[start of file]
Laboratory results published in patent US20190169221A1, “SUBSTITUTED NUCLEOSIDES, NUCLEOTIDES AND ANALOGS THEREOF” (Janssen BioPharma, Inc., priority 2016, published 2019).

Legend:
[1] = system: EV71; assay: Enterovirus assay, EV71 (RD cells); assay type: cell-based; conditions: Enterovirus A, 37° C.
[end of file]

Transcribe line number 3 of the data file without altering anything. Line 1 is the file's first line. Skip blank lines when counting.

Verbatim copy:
[1] = system: EV71; assay: Enterovirus assay, EV71 (RD cells); assay type: cell-based; conditions: Enterovirus A, 37° C.